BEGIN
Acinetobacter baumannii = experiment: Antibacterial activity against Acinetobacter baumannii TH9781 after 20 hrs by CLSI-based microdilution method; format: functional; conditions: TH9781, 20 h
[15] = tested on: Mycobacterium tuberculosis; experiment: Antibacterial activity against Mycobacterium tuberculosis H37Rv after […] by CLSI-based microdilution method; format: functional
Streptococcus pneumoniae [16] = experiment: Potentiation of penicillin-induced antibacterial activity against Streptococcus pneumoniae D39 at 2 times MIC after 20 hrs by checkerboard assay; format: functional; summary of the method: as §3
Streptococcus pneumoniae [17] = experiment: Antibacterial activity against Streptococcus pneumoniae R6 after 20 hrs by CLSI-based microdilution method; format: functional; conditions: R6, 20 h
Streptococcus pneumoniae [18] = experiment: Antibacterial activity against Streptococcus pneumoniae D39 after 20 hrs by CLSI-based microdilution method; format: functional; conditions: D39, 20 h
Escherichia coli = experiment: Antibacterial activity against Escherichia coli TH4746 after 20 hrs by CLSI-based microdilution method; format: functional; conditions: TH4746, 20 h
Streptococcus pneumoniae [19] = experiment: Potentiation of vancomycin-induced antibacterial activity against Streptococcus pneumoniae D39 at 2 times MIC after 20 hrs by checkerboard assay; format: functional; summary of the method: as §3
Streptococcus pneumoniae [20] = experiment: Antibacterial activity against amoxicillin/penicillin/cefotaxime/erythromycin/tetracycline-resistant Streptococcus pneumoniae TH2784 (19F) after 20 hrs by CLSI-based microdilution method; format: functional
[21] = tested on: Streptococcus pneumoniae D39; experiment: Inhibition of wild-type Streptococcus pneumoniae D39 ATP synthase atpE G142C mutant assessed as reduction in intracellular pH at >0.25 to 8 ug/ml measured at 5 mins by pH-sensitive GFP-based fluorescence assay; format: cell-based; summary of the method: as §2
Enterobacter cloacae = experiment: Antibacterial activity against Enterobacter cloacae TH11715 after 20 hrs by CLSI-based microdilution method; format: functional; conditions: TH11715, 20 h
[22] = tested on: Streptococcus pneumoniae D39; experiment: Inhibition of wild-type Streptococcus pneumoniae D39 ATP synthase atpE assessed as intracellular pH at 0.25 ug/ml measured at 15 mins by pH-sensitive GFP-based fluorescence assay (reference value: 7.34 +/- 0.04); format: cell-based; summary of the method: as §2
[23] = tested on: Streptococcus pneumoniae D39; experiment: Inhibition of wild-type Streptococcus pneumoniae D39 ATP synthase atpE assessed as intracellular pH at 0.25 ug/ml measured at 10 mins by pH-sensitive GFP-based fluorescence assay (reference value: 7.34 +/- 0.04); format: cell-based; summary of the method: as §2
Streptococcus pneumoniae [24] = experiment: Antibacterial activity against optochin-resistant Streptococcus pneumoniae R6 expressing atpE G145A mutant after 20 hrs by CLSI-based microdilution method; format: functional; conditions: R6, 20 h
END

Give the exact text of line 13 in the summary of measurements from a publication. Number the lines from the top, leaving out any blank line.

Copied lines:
Streptococcus pneumoniae [24] = experiment: Antibacterial activity against optochin-resistant Streptococcus pneumoniae R6 expressing atpE G145A mutant after 20 hrs by CLSI-based microdilution method; format: functional; conditions: R6, 20 h